Unions Rally at New Jersey Capitol Against Christie, Walker
Thousands of union members rallied in the rain outside New Jersey’s Capitol to protest Governor Chris Christie’s proposed benefit cuts and show support for workers fighting Wisconsin Governor Scott Walker’s bill to limit collective bargaining.
More than 3,000 people gathered today, according to Sgt. Brian Polite, a spokesman for the state police. Protesters clad in slickers and boots carried signs that read, “Christie for Ex-Governor” and “Unions Built the Middle Class,” and sang labor anthems including “We Shall Overcome.” Fifty-seven unions were represented, according to the New Jersey Education Association, the state’s teachers union.
Republican governors including Christie, Wisconsin’s Scott Walker and Ohio’s John Kasich are trying to change rules for collective bargaining and worker contributions for health care and pensions as U.S. states face deficits that may reach a combined $125 billion in the next fiscal year.
“We will turn back Walker in Wisconsin together,” Larry Cohen, national president of the Communications Workers of America, which represents 55,000 state and local-government employees in New Jersey, told the crowd. “We will turn back Kasich in Ohio together. And we will turn back Chris Christie together. That’s how it happens: First it’s a spark, then a flame and it grows. Today, we’re a movement.”
Christie wants to force government workers to cover 30 percent of their health-care premiums, up from about 8 percent now. The first-term governor also has proposed reversing a 9 percent pension-benefits increase enacted in 2001, raising the minimum retirement age and freezing annual cost-of-living raises.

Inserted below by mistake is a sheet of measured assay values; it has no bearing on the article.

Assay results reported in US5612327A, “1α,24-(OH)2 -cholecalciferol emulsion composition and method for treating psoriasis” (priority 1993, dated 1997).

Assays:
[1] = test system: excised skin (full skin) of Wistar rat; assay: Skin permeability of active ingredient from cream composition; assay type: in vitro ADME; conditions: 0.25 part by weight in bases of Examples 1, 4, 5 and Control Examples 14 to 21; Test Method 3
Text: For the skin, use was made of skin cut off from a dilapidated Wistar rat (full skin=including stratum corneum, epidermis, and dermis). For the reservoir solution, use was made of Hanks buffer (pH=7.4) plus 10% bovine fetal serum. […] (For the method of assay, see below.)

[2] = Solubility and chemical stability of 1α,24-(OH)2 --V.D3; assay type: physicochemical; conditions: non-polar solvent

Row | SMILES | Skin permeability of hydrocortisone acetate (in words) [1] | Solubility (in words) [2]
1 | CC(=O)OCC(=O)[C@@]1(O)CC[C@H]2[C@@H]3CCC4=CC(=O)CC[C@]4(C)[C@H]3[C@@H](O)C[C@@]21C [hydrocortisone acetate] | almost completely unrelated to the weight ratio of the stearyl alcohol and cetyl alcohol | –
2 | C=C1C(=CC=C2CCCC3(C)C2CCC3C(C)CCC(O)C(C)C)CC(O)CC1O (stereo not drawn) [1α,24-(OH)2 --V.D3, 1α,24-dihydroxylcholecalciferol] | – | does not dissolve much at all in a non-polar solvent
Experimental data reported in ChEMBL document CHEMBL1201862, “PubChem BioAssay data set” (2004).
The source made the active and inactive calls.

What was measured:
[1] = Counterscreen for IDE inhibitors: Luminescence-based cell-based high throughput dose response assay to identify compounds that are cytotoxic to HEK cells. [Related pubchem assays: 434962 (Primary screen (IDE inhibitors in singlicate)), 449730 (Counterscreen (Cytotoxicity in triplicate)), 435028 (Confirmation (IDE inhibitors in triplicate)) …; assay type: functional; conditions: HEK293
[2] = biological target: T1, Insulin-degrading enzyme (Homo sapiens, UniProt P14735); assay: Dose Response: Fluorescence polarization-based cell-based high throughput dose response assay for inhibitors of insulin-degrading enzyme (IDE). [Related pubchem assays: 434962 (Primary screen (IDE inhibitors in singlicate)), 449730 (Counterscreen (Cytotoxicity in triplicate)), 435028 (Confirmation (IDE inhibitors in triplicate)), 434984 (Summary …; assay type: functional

Lawmakers in Wisconsin’s Senate are deadlocked over Walker’s proposal to restrict collective bargaining. In Ohio, Kasich has also called for charging employees more for benefits. Such proposals have sparked union demonstrations in Wisconsin, Ohio and Indiana. Rallies were planned for 27 states this week, including today’s in Trenton, which packed the steps and shut down traffic in front of the Statehouse.
“We won’t stand for governors who decide to throw contracts away,” said Bill Lucini, 57, business agent of the National Association of Letter Carriers in Philadelphia, “We’ll go to every state if we have to.”
About two-dozen Tea Party supporters marched in favor of Christie about a half-block from the rally. Members of the movement, a loose coalition of anti-tax advocates, said the Christie legislation would level a playing field that has become skewed toward unions and must be corrected.
“This is over-reaching and this is not what unions were created for,” Anna Little, mayor of Highlands and a Tea Party- backed Republican congressional candidate who lost in November, said to reporters prior to the rally. “It is perfectly appropriate for any employer at any time to determine what salary, wages, and benefits are available to his or her employees. And that’s what the state of New Jersey is attempting to do.”
Michael Drewniak, spokesman for the governor, declined to comment on the union gathering and circulated a transcript of a radio interview yesterday in which Christie said he didn’t care about the event. Christie was in Washington today for a National Governors Association meeting, according to Maria Comella, a spokeswoman.
Those at the rally included state workers, teachers and local-government employees from across New Jersey, as well as about a dozen Democratic lawmakers. Industrial unions from the Garden State, neighboring Pennsylvania and Virginia also attended.
If government-union rights go down, companies’ labor groups may be next in line, said Stan Luck, 47, an employee with New York-based telephone company Verizon Communications Inc. and CWA member who traveled from his home in Richmond, Virginia, for the demonstration.
“This will have a snowball effect that will impact everyone,” said Rita Hrcsko, 54, a registered nurse and member of Local 5058 of the Health Professionals and Allied Employees. “Everybody has the basic right to negotiate a contract.”
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